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A letter about love and friendship

Last weekend I spent time in Norfolk with friends and it was truly restorative. The weekend before I spent time with a friend who has been in my life, pretty much for all of it. Certainly, all the life that I have memories of anyway. I have also spent more time with another friend recently as we both work together on our health and fitness. I cherish all of those friendships. As well as all of those I haven’t specifically mentioned above.

It has prompted me to reflect on friendship this week.

I am so incredibly lucky to have so many wonderful people in my life. They are all so diverse, different, and unique. And the common thread running through all of them, what they all have in abundance, are a few key common characteristics. Open-mindedness, open-heartedness and a desire to continue to learn and grow. And to seek happiness and peace in their lives.

Life is busy, and we don’t all see each other all the time, but the time we do share is special, supportive, restorative, joyful, and nourishing.

In any relationship, friendship, romantic, familial or acquaintance, I think we can often make the mistake of expecting too much from others. But the truth is, the phrase ‘it takes a village’ should not only be used for raising children, but also for continuing to keep healthy as we grow. It is about the importance of our communities.

I find myself worrying about how much social media is damaging real connection.

And, also, how if we rely on fewer people for connection, how those connections have the potential to become too strained, too co-dependent.

On the other hand, if we have access to a whole community of people, the pressure cooker feeling would apply less.

No one should be all things to all people.

If we have a community, a tribe, it has the potential to be more joyful.

And it allows people to play to their strengths within a relationship.

That friend that you go out with to a club or a party, might be different to the friend you can have a heart-to-heart with, go the gym with, or ask to look after your dog while you’re away.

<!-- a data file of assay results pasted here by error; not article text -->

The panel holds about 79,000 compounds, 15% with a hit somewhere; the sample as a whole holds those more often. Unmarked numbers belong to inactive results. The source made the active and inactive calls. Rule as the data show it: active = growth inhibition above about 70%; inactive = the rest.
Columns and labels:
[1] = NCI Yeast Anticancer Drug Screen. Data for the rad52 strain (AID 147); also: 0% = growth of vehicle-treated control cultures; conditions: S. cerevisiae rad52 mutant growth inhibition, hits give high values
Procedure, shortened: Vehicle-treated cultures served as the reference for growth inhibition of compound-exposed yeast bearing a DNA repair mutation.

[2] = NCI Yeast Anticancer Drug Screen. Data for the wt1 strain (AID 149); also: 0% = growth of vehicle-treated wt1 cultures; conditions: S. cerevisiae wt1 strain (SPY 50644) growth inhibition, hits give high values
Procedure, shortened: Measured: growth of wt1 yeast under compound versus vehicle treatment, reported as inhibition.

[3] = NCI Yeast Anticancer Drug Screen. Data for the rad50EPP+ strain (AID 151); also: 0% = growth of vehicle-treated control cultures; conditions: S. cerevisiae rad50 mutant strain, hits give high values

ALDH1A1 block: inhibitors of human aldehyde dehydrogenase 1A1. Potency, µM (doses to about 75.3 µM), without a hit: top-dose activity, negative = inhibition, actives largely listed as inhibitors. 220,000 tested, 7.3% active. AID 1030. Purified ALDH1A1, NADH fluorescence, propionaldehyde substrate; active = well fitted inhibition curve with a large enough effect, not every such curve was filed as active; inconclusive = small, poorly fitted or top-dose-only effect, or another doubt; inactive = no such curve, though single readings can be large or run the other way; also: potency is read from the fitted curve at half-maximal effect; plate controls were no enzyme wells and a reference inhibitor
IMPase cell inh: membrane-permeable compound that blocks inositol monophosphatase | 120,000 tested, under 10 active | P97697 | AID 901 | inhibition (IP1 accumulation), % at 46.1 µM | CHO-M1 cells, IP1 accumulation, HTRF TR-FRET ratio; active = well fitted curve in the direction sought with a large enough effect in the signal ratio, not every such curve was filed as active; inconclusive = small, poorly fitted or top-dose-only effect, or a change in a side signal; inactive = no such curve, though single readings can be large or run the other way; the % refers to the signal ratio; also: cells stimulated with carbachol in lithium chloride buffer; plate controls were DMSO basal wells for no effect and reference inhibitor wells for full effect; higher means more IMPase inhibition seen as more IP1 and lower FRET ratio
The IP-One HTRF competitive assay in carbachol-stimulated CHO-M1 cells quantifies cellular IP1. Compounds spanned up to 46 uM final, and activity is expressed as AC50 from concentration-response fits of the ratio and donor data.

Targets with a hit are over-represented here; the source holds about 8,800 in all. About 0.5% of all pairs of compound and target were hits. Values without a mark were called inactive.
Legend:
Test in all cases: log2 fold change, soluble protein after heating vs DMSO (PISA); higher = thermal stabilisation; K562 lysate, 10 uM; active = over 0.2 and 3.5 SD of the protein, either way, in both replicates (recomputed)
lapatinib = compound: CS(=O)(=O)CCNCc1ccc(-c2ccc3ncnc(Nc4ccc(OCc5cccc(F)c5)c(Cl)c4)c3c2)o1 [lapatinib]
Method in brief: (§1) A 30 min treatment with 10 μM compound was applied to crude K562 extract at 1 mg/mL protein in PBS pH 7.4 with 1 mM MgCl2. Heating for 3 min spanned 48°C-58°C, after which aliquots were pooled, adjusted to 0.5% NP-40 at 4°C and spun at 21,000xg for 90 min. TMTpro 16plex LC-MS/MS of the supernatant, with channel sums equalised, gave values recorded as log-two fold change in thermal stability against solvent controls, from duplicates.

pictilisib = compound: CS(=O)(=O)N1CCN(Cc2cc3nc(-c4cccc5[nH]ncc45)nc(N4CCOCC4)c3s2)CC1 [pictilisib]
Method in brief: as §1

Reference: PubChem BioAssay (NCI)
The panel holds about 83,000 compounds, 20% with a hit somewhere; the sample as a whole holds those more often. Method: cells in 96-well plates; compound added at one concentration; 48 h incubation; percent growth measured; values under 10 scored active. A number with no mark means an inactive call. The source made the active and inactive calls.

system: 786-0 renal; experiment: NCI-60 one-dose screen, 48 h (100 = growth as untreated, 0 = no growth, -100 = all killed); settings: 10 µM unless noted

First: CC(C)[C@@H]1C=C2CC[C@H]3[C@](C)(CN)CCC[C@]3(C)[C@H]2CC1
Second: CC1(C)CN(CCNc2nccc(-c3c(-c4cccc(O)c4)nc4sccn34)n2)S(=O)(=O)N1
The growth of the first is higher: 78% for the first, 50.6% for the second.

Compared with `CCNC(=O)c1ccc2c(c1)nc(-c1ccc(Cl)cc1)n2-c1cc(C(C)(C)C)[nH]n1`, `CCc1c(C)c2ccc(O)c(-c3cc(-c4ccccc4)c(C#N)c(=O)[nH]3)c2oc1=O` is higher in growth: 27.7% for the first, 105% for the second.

We can’t be all things to all people – it really does take a village / a tribe.

During my stay in Norfolk, I had a short but meaningful conversation about love. I am lucky to have a group of friends who express love easily and often. In fact, the weekend before the Norfolk weekend, I had both my daughter and my friend, just say, ‘I love you’ apropos of nothing to me, and it lifted my heart and my soul. Another friend just said to me on a car journey, ‘I am lucky to have you Lisa’. How wonderful. I felt loved.

On the other hand, we can put too much pressure on love in a romantic partnership. What I mean is, we can get stuck on the ‘when’. When in a romantic partnership do you utter the words “I Love You”?

It takes on a whole new level of meaning. It applies more pressure. You put yourself in a vulnerable and risky position if you are the one to say these words first. And you must also check in with yourself before uttering them – do you really mean it? You can’t play with people’s hearts. These words are loaded. In a very different way.

There are so many different types of love, and in English, we use that one word for everyone. I frequently tell my friends and family I love them. While the words ‘I love you’ in a romantic relationship can feel frightening and loaded. Particularly for people who have come out of relationships where they honestly thought they loved someone and come out the other side and start to doubt themselves. Especially if there has been any narcissism there. Was it love? Or infatuation? Or a cultural expectation? Or filling a void left by a lack of self-love?